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The Question: Have you ever struggled to connect and get along with a horse?

Updated: Jan 11, 2019

The Question: Have you ever struggled to connect and get along with a horse, does he just seem to have problems, has he been labeled one of those “problem horses”?

The list of so called "horse” problems is long; he will not let me catch him; will not stand still to mount; can't bridle; can't saddle; won't load in the trailer; can't shoe him without a fight; wants to buck; won't cross the creek; gets hot in the roping box; he’s scared and spooks at everything; can't seem to learn anything; he is one of the "dumb ones" and on and on and on. I have heard all about these “problem horses” that have all these so called “horse” problems.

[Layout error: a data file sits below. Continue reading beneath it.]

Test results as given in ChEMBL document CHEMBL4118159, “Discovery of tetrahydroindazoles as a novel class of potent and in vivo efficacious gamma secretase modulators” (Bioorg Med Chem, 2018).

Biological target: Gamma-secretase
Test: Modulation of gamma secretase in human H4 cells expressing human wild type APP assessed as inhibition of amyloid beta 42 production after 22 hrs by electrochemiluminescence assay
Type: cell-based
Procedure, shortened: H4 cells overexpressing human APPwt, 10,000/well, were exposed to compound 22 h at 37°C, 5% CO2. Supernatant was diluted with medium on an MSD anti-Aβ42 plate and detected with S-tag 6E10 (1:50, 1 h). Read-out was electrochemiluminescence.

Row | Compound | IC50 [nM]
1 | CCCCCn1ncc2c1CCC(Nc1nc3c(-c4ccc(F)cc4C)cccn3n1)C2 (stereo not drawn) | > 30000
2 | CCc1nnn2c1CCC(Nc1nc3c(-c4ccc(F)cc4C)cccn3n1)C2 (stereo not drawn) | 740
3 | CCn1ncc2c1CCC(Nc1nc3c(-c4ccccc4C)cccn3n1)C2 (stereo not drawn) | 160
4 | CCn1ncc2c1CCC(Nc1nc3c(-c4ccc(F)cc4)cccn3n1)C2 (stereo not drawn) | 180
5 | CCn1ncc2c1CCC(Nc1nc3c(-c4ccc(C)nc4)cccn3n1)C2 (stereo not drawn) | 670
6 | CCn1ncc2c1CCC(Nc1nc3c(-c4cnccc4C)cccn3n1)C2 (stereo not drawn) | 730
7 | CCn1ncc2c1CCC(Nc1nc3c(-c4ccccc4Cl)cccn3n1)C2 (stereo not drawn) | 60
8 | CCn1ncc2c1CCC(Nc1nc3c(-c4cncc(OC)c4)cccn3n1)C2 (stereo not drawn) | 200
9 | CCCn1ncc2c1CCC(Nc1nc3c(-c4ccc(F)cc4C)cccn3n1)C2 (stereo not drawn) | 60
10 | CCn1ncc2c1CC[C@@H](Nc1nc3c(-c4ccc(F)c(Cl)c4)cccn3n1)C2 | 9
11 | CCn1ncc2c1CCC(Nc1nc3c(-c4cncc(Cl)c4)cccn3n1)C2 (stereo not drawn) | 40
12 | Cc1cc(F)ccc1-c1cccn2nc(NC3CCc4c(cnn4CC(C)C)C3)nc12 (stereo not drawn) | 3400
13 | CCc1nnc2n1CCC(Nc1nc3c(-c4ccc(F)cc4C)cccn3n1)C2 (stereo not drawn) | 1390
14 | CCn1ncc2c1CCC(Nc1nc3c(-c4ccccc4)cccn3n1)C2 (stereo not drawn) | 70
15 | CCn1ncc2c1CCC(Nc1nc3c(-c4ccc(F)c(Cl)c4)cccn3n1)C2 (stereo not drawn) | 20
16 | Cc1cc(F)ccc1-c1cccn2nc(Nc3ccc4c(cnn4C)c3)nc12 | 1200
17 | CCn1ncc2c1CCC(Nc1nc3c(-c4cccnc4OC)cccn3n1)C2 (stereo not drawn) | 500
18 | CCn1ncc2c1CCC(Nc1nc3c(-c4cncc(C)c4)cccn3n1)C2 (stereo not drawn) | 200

Most teachers, trainers and owner’s justification for the “horse” problems is just as long; he is bred to run so therefore, he is hot and crazy; he's a Hancock, so he is going to buck; he is just dumb, and you can't teach him anything. This list also goes on and on and on, I’ve heard them all.

Sadly, many horse trainers and owners are usually pretty quick to move these “problem horses” from the good pen to the bad pen, and label them as no good, or even send them to the bucking string or slaughter house as a “problem horse”.


The Story: With the horse in mind, please allow me to share some of my story.